MATHS BITE: The Cantor Set

The Cantor Set is constructed in the following way:

Start with the interval [0,1]. Next, remove the open middle third interval, which gives you two line segments [0,1/3] and [2/3,1]. Again, remove the middle third for each remaining interval, which leaves you now with 4 intervals. Repeat this final step ad infinitum.

Cantor_set_binary_tree.svg.png

The points in [0,1] that do not eventually get removed in the procedure form the Cantor set.

How many points are there in the Cantor Set?

Consider the diagram below:

Screen Shot 2017-02-21 at 8.05.41 PM.png

An interval from each step has been coloured in red, and each red interval (apart from the top one) lies underneath another red interval. This nested sequence shrinks down to a point, which is contained in every one of the red intervals, and hence is a member of the Cantor set. In fact, each point in the Cantor set corresponds to a unique infinite sequence of nested intervals.

To label a point in the Cantor set according to the path of red intervals that is taken to reach it, label each point by an infinite sequence consisting of 0s and 1s.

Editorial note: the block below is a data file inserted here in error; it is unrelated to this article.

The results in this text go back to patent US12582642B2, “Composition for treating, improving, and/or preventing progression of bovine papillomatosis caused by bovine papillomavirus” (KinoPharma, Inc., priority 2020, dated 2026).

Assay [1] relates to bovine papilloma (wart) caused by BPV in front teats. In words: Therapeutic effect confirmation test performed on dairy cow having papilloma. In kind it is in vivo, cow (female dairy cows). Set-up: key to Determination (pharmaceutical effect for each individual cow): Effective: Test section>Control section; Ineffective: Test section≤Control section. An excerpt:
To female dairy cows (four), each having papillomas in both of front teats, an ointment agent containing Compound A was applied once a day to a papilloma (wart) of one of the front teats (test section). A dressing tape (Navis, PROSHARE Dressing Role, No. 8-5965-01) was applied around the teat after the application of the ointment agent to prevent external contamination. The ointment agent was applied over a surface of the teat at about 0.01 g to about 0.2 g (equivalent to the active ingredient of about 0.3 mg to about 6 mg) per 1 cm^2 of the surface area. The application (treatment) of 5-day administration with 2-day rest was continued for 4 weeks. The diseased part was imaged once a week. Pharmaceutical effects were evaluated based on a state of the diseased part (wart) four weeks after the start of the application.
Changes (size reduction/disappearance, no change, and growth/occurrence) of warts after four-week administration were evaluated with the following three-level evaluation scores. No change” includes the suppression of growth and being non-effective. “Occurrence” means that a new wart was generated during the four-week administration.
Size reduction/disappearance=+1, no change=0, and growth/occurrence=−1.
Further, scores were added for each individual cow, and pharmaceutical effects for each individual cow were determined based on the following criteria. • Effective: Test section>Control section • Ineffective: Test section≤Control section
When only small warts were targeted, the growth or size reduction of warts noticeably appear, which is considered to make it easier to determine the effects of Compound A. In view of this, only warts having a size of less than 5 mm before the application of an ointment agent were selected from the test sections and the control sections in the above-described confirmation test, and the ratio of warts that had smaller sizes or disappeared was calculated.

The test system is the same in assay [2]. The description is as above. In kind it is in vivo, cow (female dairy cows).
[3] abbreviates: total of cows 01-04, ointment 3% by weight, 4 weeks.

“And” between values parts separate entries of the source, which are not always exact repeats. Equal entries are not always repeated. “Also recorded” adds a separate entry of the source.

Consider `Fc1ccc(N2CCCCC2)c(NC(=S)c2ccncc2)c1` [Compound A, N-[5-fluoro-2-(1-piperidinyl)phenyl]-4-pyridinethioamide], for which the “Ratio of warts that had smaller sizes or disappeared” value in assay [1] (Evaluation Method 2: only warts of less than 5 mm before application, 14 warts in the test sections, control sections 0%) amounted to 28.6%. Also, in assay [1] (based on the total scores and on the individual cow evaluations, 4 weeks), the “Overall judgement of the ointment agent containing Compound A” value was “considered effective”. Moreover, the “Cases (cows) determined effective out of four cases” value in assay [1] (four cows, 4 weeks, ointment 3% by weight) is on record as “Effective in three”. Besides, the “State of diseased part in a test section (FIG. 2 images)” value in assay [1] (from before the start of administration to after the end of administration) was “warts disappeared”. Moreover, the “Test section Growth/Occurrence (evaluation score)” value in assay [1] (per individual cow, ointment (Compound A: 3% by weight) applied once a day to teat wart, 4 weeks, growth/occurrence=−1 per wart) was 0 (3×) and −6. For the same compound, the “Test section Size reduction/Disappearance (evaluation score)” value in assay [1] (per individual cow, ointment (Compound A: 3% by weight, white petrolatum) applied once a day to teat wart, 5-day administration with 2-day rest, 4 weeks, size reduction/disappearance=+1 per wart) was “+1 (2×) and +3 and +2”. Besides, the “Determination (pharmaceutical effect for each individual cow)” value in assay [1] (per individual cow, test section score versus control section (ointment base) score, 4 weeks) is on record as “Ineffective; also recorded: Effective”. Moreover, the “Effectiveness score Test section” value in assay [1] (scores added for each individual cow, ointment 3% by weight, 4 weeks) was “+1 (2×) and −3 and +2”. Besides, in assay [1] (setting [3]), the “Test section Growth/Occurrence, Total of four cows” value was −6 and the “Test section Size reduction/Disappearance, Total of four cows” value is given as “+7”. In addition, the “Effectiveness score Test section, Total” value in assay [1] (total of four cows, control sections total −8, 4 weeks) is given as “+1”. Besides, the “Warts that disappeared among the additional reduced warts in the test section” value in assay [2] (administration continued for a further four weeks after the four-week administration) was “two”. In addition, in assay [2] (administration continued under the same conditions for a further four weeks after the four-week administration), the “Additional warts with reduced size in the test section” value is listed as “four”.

A 0 in the nth position symbolises that the point lies in the left hand interval after the nth stage in the Cantor process.

A in the nth position symbolises that the point lies in the right hand interval after the nth stage in the Cantor process.

For example, the point 0 in [0,1] is represented by the sequence 0000…., the point 1 is represented by the sequence 1111…. and the point 1/3 is represented by the sequence 01111….

So, as there are infinite sequences consisting of 0s and 1s, there are an infinite number of elements in the Cantor set. If we place a point before any one of these infinite sequences, for example 0100010… becomes .0100010…, then we convert an infinite sequence of 0s and 1s to the binary expansion of a real number between 0 and 1. This means that the number of points in the Cantor set is the same as the number of points in the interval [0,1]. We conclude that the infinite process of removing middle thirds from the interval [0,1] has no effect on the number of points in [0,1]!

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